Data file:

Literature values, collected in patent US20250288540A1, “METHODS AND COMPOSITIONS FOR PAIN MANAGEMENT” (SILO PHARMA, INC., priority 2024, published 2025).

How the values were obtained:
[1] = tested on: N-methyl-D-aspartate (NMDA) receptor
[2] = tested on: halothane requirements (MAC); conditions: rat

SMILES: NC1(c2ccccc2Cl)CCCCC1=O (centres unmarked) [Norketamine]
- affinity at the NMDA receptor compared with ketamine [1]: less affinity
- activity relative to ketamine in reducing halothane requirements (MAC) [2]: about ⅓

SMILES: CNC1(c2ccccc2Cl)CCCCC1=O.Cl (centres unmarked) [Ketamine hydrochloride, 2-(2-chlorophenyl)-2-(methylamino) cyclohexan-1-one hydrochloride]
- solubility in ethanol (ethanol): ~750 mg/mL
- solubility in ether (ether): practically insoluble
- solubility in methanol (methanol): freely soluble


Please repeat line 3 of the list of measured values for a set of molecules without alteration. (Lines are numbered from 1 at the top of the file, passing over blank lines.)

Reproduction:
[1] = tested on: N-methyl-D-aspartate (NMDA) receptor